The cliff at the northern end of Peel promenade is comprised of sandstones with a distinctive red colouration typical of sediments deposited on dry land.
Evidence of temporary river channels, dried up lakes and fossilised soils indicate that the climate was semi-arid during their deposition. Unfortunately, these conditions prevented fossils from being preserved and therefore the age of the rocks is uncertain. However, the Peel sandstones bear a similarity to Devonian rocks from other parts of the British Isles implying that they are approximately 380 million years old. This equates with a time when the Isle of Man lay 30° south of the equator similar to the modern day position of South Africa. Although no fossils are preserved, evidence of life is seen in traces of burrows and roots within the sediment.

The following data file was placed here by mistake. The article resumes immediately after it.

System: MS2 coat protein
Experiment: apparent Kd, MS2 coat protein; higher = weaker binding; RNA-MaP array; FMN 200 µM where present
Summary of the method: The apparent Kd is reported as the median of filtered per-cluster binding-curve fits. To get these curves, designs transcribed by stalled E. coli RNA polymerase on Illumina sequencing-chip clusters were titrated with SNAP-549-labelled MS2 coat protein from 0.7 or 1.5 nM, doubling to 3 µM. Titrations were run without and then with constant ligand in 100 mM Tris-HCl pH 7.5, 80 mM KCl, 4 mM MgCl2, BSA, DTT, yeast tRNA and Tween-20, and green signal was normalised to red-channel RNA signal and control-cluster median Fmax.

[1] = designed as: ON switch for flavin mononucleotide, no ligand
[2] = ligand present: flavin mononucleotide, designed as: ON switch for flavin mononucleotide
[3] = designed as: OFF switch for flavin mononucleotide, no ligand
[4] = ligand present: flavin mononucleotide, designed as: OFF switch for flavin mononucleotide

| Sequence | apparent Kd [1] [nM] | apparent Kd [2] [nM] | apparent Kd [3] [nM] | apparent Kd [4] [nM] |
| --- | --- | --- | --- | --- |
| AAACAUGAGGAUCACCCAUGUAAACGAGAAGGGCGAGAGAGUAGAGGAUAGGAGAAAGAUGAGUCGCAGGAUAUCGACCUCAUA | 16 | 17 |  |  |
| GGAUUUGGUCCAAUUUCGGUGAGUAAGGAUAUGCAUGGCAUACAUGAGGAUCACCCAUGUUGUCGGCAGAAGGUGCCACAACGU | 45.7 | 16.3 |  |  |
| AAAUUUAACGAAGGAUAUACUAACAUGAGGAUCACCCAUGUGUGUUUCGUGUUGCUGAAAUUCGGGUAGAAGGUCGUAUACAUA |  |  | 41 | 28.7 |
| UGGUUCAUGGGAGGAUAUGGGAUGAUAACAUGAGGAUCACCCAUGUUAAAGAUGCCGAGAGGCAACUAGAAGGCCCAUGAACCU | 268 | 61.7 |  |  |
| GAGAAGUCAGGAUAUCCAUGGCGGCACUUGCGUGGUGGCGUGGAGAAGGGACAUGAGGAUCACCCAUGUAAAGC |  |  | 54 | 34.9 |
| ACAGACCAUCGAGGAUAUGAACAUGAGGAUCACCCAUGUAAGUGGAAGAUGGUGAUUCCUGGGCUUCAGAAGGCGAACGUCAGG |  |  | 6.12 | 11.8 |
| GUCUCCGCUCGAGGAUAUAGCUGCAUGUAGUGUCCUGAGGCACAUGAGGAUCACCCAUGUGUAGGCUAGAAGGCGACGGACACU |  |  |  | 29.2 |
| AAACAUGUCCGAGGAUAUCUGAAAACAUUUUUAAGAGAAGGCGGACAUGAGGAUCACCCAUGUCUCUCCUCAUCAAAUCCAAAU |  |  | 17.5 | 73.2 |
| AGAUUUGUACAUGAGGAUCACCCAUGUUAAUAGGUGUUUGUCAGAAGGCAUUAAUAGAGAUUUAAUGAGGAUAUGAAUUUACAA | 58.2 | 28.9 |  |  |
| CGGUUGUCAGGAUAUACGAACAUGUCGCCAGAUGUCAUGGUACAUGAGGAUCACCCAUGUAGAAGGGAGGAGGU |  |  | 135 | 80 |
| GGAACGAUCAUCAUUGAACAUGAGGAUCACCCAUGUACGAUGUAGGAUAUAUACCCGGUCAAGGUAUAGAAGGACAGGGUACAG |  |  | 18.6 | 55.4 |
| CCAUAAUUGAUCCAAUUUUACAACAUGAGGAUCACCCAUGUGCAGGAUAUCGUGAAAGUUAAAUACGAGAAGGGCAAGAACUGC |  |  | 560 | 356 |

|Preserved river deposits north of Peel|